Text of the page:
12. A method according to claim 8 and further comprising the steps of:
providing at least four pins, each of said pins comprising at least two radio-opaque markers disposed at known positions along their length;
attaching at least two of said pins to each of said vertebrae, such that said pins define the three-dimensional position of said vertebrae in said at least one fluoroscope image;
utilizing the relationship between said known positions of said target and said pins to compute a transformation between the position of said target and said pins; and
removing said target to facilitate access to said vertebrae.
13. A method according to claim 8 and further comprising the steps of:
providing at least two pins, each of said pins comprising at least three radio-opaque markers disposed at known positions along said pins;
attaching at least one of said pins to each of said vertebrae, such that said pins define the three-dimensional position of said vertebrae in said at least one fluoroscope image;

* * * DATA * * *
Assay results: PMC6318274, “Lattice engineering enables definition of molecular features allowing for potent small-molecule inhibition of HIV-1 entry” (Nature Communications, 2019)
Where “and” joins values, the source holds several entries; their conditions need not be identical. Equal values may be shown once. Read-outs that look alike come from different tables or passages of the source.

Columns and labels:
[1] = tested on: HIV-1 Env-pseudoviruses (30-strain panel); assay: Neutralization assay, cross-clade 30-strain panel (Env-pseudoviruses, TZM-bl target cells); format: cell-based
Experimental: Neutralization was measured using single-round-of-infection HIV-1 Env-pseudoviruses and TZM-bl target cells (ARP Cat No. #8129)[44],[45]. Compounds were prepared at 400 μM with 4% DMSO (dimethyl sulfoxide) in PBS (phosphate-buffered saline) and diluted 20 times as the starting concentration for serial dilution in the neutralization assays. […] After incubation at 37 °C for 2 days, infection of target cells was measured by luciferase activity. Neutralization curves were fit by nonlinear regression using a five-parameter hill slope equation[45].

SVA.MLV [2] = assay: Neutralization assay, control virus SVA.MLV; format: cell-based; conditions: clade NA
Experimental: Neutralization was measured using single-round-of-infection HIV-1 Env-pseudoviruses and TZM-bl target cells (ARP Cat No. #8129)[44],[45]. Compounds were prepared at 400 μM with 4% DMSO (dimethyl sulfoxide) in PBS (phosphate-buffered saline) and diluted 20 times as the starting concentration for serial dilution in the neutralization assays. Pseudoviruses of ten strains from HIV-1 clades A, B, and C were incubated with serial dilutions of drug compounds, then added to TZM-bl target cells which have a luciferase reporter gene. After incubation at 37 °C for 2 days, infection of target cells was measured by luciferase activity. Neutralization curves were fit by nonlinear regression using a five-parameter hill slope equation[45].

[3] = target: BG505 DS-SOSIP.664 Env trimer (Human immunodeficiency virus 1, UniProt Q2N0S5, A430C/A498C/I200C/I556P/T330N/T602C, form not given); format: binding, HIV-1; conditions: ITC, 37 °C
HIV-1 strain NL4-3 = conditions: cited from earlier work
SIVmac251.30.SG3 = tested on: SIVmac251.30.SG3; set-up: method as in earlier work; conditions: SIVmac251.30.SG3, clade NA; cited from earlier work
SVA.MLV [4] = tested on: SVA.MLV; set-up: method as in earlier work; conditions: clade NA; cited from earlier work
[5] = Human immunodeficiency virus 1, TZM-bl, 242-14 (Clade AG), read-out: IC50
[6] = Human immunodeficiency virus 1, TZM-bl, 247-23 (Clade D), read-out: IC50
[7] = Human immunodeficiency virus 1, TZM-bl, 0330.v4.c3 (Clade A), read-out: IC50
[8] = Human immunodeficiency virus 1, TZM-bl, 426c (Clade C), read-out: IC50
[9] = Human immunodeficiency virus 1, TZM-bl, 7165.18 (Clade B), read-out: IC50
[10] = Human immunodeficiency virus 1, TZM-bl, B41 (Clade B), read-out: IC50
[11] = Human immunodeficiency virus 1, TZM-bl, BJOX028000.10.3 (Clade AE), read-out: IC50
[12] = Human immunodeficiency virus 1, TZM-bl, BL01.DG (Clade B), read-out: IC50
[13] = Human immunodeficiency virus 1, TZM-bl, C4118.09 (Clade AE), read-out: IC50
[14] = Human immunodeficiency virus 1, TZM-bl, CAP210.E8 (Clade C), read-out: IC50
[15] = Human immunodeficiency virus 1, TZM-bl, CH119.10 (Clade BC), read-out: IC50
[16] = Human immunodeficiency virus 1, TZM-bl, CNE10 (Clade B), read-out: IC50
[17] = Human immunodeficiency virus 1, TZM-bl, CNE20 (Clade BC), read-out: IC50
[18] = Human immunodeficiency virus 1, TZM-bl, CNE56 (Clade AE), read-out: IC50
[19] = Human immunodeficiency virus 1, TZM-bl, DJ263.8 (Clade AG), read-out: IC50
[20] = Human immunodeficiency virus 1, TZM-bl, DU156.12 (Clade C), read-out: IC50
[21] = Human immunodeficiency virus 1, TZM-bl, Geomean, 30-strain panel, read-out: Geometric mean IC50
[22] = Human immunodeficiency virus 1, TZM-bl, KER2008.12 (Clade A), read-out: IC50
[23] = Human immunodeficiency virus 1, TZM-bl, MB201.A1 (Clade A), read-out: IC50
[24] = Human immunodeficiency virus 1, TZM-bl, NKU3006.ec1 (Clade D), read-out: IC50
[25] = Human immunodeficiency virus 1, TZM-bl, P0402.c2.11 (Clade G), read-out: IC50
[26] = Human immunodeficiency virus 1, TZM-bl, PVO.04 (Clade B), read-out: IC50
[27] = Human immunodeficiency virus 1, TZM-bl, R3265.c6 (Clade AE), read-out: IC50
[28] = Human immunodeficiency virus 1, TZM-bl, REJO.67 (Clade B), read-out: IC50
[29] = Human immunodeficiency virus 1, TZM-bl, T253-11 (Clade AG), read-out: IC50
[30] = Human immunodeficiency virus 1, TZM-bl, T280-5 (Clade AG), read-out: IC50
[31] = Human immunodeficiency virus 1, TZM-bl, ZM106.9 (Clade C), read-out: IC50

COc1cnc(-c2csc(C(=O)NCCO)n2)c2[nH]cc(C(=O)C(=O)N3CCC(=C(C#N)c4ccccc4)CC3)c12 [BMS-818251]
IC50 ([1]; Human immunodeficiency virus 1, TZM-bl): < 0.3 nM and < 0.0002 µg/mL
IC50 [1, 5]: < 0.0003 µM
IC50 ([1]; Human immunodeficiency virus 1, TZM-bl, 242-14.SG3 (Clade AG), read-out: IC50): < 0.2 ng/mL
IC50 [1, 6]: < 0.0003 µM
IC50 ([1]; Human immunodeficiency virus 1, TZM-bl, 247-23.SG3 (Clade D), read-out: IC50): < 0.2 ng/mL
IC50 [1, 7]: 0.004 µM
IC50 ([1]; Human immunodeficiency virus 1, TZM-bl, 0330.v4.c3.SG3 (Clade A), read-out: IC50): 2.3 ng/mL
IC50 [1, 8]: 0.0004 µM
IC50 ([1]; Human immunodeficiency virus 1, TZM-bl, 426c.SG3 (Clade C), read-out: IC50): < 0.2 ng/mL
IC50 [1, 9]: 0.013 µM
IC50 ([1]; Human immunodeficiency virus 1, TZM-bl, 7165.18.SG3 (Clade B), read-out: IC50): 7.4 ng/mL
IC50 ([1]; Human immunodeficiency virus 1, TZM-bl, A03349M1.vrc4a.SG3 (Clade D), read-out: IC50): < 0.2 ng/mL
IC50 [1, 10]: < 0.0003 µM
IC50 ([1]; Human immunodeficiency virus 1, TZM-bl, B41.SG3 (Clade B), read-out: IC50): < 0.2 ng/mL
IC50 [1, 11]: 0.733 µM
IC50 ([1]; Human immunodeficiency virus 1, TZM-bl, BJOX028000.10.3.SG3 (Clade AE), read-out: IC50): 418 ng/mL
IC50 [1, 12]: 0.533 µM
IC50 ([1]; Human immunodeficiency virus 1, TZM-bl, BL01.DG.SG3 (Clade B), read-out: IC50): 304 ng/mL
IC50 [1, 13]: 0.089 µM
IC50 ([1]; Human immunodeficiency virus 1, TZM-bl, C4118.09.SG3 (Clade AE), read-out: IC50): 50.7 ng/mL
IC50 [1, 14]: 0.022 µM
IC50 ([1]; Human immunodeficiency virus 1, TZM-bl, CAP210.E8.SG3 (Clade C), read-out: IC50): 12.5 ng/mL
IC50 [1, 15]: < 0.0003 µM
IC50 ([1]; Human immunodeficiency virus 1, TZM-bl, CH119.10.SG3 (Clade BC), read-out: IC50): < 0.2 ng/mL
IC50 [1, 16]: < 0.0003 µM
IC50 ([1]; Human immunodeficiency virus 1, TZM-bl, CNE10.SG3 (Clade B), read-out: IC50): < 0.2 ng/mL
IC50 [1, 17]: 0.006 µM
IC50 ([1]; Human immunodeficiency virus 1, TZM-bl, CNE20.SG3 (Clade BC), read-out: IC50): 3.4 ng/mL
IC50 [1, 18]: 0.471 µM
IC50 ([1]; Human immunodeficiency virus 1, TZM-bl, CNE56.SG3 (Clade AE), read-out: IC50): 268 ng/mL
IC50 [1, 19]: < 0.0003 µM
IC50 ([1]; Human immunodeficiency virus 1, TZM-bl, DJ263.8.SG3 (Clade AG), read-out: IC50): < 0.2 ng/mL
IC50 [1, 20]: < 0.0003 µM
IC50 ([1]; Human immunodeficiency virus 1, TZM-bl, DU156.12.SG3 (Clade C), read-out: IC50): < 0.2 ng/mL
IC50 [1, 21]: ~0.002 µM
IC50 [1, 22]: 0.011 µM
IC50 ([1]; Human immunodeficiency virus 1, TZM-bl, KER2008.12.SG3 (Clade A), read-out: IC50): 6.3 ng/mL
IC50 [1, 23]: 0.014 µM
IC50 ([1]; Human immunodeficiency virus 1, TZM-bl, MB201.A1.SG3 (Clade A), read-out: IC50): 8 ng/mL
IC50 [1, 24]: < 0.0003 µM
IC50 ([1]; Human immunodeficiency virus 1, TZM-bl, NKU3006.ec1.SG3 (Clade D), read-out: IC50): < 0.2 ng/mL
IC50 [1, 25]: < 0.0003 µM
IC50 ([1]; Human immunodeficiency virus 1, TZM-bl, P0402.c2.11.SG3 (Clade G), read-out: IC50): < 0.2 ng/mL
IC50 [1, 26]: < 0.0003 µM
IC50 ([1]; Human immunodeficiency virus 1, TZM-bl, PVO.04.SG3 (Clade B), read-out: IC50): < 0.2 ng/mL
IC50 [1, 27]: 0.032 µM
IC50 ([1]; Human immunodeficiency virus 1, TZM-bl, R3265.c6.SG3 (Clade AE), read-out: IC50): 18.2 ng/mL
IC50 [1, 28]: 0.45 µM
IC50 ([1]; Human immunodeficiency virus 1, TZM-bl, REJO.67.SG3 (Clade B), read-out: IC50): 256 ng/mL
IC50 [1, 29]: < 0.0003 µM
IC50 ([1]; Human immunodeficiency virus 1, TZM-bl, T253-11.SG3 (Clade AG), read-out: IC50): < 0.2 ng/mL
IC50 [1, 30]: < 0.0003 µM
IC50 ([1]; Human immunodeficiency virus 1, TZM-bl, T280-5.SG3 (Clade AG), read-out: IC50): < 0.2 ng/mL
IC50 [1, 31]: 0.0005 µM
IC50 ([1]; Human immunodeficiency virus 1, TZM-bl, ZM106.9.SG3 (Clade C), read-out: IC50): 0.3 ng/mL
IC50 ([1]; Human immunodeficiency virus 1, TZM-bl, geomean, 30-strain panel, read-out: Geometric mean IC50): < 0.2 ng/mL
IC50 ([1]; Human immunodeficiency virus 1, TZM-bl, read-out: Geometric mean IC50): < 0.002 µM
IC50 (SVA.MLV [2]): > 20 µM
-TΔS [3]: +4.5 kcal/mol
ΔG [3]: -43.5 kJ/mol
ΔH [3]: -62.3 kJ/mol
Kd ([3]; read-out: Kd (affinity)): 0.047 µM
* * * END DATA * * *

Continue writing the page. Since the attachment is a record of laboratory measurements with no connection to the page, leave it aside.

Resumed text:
utilizing the relationship between said known positions of said target and said pins to compute a transformation between the position of said target and said pins; and
removing said target to facilitate access to said vertebrae.
14. A system for intraoperative placing an artificial disc at a predetermined position between two vertebrae of a subject, said system comprising:
a computing system having a storage medium including a set of preoperative CT data showing said two vertebrae and said predetermined position of said disc between them;
at least one three-dimensional target having radio-opaque markers adapted to be attached to at least one of said vertebrae to define the position of said vertebra in at least one intra-operative fluoroscope image of the subject;
a jig adapted to be attached to at least one of said vertebrae and supporting a reproducibly alignable pointer; and
a registration system for relating said at least one intra-operative fluoroscope image to said set of preoperative CT data, such that said predetermined disc position and said pointer are displayed in said at least one fluoroscope image of the subject, thereby enabling use of said pointer for intraoperative placement of said artificial disc in its predetermined position without the need to view a fluoroscope image.
15. A system for intraoperatively inserting a surgical tool into a predetermined position at a surgical site of a subject, said system comprising: